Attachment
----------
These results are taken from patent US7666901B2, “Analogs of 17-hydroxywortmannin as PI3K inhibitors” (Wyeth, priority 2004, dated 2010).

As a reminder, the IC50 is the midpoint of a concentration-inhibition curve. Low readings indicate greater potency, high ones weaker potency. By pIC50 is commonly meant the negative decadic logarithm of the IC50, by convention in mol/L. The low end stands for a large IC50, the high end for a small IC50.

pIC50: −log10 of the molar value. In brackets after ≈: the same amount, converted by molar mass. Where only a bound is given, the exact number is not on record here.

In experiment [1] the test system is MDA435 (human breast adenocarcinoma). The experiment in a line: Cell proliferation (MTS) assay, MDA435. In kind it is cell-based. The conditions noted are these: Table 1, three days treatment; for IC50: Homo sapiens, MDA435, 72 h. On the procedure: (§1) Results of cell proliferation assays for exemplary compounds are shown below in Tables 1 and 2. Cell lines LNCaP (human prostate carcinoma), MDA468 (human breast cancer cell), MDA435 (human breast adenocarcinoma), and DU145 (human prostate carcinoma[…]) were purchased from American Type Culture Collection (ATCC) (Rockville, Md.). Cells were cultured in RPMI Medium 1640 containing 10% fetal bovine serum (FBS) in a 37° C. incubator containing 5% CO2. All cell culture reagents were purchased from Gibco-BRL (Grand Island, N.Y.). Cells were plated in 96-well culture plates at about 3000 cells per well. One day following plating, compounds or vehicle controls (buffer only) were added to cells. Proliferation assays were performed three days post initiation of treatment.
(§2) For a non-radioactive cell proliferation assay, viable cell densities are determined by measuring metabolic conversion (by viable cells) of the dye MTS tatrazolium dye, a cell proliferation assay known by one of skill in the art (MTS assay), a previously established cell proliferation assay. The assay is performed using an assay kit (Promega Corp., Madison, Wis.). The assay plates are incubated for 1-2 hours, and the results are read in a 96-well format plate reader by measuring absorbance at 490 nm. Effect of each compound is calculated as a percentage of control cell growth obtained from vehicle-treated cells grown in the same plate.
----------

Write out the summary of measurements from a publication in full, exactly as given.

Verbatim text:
These results are taken from patent US7666901B2, “Analogs of 17-hydroxywortmannin as PI3K inhibitors” (Wyeth, priority 2004, dated 2010).

As a reminder, the IC50 is the midpoint of a concentration-inhibition curve. Low readings indicate greater potency, high ones weaker potency. By pIC50 is commonly meant the negative decadic logarithm of the IC50, by convention in mol/L. The low end stands for a large IC50, the high end for a small IC50.

pIC50: −log10 of the molar value. In brackets after ≈: the same amount, converted by molar mass. Where only a bound is given, the exact number is not on record here.

In experiment [1] the test system is MDA435 (human breast adenocarcinoma). The experiment in a line: Cell proliferation (MTS) assay, MDA435. In kind it is cell-based. The conditions noted are these: Table 1, three days treatment; for IC50: Homo sapiens, MDA435, 72 h. On the procedure: (§1) Results of cell proliferation assays for exemplary compounds are shown below in Tables 1 and 2. Cell lines LNCaP (human prostate carcinoma), MDA468 (human breast cancer cell), MDA435 (human breast adenocarcinoma), and DU145 (human prostate carcinoma[…]) were purchased from American Type Culture Collection (ATCC) (Rockville, Md.). Cells were cultured in RPMI Medium 1640 containing 10% fetal bovine serum (FBS) in a 37° C. incubator containing 5% CO2. All cell culture reagents were purchased from Gibco-BRL (Grand Island, N.Y.). Cells were plated in 96-well culture plates at about 3000 cells per well. One day following plating, compounds or vehicle controls (buffer only) were added to cells. Proliferation assays were performed three days post initiation of treatment.
(§2) For a non-radioactive cell proliferation assay, viable cell densities are determined by measuring metabolic conversion (by viable cells) of the dye MTS tatrazolium dye, a cell proliferation assay known by one of skill in the art (MTS assay), a previously established cell proliferation assay. The assay is performed using an assay kit (Promega Corp., Madison, Wis.). The assay plates are incubated for 1-2 hours, and the results are read in a 96-well format plate reader by measuring absorbance at 490 nm. Effect of each compound is calculated as a percentage of control cell growth obtained from vehicle-treated cells grown in the same plate.